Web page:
ERIC Number: ED135680
Record Type: RIE
Publication Date: 1976-Oct-28
Reference Count: 0
World Population Trends: Signs of Hope, Signs of Stress. Worldwatch Paper 8.
Brown, Lester R.
The interrelationship of population growth, food production, and death rates is explored. Birth rates in China, Western Europe, and North America have significantly decreased in the five-year period from 1970-75. This is largely due to widening availability of family planning services and the growing desire to use them. Four European countries have reached stability in population growth: East and West Germany, Austria, and Luxembourg. Reasons for this stability include high levels of income, high levels of education and employment for women, and easy access to contraceptives. Death rates, however, have increased due to hunger and nutritional stress in areas such as Bangladesh, India, Ethiopia, and the Sahelian countries of Africa. Even in cases where food crises arise from civil insurrection, the groups most vulnerable to the stresses of starvation are children and the elderly. Food production in many countries has been so hampered by weather changes and abuse of ecological factors that current production cannot keep up even with limited population growth. Governments can try to reduce population growth by providing family planning services, satisfying basic social needs, educating all social groups about the effects of rapid population growth, providing alternative careers to motherhood, and reshaping national social and economic policies to encourage small families. (AV)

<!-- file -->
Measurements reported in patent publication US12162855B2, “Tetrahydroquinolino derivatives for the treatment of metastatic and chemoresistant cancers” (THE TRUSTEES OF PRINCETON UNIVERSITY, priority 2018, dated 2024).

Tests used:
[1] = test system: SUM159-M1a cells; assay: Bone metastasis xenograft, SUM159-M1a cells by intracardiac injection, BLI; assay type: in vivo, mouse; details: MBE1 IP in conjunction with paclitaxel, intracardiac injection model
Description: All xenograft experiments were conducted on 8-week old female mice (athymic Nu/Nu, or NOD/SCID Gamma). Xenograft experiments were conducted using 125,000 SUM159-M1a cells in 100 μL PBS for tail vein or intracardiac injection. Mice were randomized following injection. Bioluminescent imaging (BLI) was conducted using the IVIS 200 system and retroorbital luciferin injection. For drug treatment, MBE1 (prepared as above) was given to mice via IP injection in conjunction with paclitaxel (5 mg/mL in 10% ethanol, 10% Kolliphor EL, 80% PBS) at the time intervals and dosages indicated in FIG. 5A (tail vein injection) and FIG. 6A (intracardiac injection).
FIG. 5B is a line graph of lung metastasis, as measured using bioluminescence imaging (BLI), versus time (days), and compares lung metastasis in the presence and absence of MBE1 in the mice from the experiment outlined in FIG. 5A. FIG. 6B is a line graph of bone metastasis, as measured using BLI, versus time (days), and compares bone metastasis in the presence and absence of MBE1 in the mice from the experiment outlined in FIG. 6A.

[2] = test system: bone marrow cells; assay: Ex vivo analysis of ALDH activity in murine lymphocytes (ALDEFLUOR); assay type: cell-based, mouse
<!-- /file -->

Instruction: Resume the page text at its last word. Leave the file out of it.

Descriptors: Adult Education, Birth Rate, Climate, Contraception, Death, Demography, Developing Nations, Family Planning, Food, Global Approach, Government Role, Human Geography, Hunger, Infant Mortality, Overpopulation, Population Growth, Population Trends, Social Problems, World Problems
Worldwatch Institute, 1776 Massachusetts Avenue, NW, Washington, D.C. 20036 ($2.00 paper cover, 2-10 copies $1.50 each, 11-50 copies $1.25 each, 51 or more copies $1.00 each)
Publication Type: Books
Education Level: N/A
Authoring Institution: Worldwatch Inst., Washington, DC.